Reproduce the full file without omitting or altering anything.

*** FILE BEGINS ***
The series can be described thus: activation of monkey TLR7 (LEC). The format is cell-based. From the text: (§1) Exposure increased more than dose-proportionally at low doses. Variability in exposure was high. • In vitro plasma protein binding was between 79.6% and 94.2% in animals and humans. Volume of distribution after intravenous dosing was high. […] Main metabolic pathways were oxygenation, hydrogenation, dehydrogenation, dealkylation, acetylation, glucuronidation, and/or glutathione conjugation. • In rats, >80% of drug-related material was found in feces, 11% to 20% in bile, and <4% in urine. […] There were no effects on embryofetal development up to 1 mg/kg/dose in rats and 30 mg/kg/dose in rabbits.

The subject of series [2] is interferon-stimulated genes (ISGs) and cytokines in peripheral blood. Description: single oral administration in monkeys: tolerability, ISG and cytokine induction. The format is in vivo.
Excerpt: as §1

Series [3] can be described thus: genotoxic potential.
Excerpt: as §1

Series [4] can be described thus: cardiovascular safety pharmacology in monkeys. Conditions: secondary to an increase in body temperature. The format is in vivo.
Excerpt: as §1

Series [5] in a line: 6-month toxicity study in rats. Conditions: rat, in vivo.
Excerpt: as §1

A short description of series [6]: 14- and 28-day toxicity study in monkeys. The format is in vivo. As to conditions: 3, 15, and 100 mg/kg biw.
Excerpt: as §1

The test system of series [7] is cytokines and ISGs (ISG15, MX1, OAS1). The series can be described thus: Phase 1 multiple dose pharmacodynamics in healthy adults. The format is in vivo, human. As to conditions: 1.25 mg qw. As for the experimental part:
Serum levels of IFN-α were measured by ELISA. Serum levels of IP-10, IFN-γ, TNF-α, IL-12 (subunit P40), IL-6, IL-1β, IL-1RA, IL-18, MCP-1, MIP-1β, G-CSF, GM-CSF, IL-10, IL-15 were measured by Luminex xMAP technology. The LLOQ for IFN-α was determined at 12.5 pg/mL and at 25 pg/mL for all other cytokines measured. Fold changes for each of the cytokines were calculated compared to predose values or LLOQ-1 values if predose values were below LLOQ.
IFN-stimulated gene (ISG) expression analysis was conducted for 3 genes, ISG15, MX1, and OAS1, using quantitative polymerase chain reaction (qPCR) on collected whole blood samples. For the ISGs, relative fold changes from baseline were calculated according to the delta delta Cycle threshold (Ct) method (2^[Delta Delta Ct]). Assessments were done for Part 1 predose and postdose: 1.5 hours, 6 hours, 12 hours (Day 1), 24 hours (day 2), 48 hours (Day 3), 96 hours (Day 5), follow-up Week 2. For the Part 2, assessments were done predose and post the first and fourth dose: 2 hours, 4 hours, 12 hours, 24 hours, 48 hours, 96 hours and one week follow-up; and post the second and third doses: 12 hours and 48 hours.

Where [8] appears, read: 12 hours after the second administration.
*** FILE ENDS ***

The series can be described thus: activation of monkey TLR7 (LEC). The format is cell-based. From the text: (§1) Exposure increased more than dose-proportionally at low doses. Variability in exposure was high. • In vitro plasma protein binding was between 79.6% and 94.2% in animals and humans. Volume of distribution after intravenous dosing was high. […] Main metabolic pathways were oxygenation, hydrogenation, dehydrogenation, dealkylation, acetylation, glucuronidation, and/or glutathione conjugation. • In rats, >80% of drug-related material was found in feces, 11% to 20% in bile, and <4% in urine. […] There were no effects on embryofetal development up to 1 mg/kg/dose in rats and 30 mg/kg/dose in rabbits.

The subject of series [2] is interferon-stimulated genes (ISGs) and cytokines in peripheral blood. Description: single oral administration in monkeys: tolerability, ISG and cytokine induction. The format is in vivo.
Excerpt: as §1

Series [3] can be described thus: genotoxic potential.
Excerpt: as §1

Series [4] can be described thus: cardiovascular safety pharmacology in monkeys. Conditions: secondary to an increase in body temperature. The format is in vivo.
Excerpt: as §1

Series [5] in a line: 6-month toxicity study in rats. Conditions: rat, in vivo.
Excerpt: as §1

A short description of series [6]: 14- and 28-day toxicity study in monkeys. The format is in vivo. As to conditions: 3, 15, and 100 mg/kg biw.
Excerpt: as §1

The test system of series [7] is cytokines and ISGs (ISG15, MX1, OAS1). The series can be described thus: Phase 1 multiple dose pharmacodynamics in healthy adults. The format is in vivo, human. As to conditions: 1.25 mg qw. As for the experimental part:
Serum levels of IFN-α were measured by ELISA. Serum levels of IP-10, IFN-γ, TNF-α, IL-12 (subunit P40), IL-6, IL-1β, IL-1RA, IL-18, MCP-1, MIP-1β, G-CSF, GM-CSF, IL-10, IL-15 were measured by Luminex xMAP technology. The LLOQ for IFN-α was determined at 12.5 pg/mL and at 25 pg/mL for all other cytokines measured. Fold changes for each of the cytokines were calculated compared to predose values or LLOQ-1 values if predose values were below LLOQ.
IFN-stimulated gene (ISG) expression analysis was conducted for 3 genes, ISG15, MX1, and OAS1, using quantitative polymerase chain reaction (qPCR) on collected whole blood samples. For the ISGs, relative fold changes from baseline were calculated according to the delta delta Cycle threshold (Ct) method (2^[Delta Delta Ct]). Assessments were done for Part 1 predose and postdose: 1.5 hours, 6 hours, 12 hours (Day 1), 24 hours (day 2), 48 hours (Day 3), 96 hours (Day 5), follow-up Week 2. For the Part 2, assessments were done predose and post the first and fourth dose: 2 hours, 4 hours, 12 hours, 24 hours, 48 hours, 96 hours and one week follow-up; and post the second and third doses: 12 hours and 48 hours.

Where [8] appears, read: 12 hours after the second administration.